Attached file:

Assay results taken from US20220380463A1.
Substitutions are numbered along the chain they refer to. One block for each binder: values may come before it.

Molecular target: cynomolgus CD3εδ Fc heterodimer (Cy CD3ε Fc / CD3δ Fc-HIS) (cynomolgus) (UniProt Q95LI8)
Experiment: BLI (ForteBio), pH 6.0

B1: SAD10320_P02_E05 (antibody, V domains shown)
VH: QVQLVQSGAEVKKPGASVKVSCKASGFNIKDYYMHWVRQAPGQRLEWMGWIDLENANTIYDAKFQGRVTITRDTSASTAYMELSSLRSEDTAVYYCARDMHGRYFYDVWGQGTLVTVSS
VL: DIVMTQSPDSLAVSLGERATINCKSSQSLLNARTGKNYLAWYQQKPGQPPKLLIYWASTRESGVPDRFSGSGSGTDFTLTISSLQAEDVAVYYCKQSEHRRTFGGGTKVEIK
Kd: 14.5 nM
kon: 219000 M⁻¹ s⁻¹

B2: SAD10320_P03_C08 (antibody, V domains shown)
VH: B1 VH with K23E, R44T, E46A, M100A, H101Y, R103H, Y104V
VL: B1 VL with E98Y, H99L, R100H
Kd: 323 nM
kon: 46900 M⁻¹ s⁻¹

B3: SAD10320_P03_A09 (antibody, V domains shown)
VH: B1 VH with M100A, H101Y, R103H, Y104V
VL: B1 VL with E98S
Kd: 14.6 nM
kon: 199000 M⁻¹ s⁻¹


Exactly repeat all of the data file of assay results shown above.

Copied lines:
Assay results taken from US20220380463A1.
Substitutions are numbered along the chain they refer to. One block for each binder: values may come before it.

Molecular target: cynomolgus CD3εδ Fc heterodimer (Cy CD3ε Fc / CD3δ Fc-HIS) (cynomolgus) (UniProt Q95LI8)
Experiment: BLI (ForteBio), pH 6.0

B1: SAD10320_P02_E05 (antibody, V domains shown)
VH: QVQLVQSGAEVKKPGASVKVSCKASGFNIKDYYMHWVRQAPGQRLEWMGWIDLENANTIYDAKFQGRVTITRDTSASTAYMELSSLRSEDTAVYYCARDMHGRYFYDVWGQGTLVTVSS
VL: DIVMTQSPDSLAVSLGERATINCKSSQSLLNARTGKNYLAWYQQKPGQPPKLLIYWASTRESGVPDRFSGSGSGTDFTLTISSLQAEDVAVYYCKQSEHRRTFGGGTKVEIK
Kd: 14.5 nM
kon: 219000 M⁻¹ s⁻¹

B2: SAD10320_P03_C08 (antibody, V domains shown)
VH: B1 VH with K23E, R44T, E46A, M100A, H101Y, R103H, Y104V
VL: B1 VL with E98Y, H99L, R100H
Kd: 323 nM
kon: 46900 M⁻¹ s⁻¹

B3: SAD10320_P03_A09 (antibody, V domains shown)
VH: B1 VH with M100A, H101Y, R103H, Y104V
VL: B1 VL with E98S
Kd: 14.6 nM
kon: 199000 M⁻¹ s⁻¹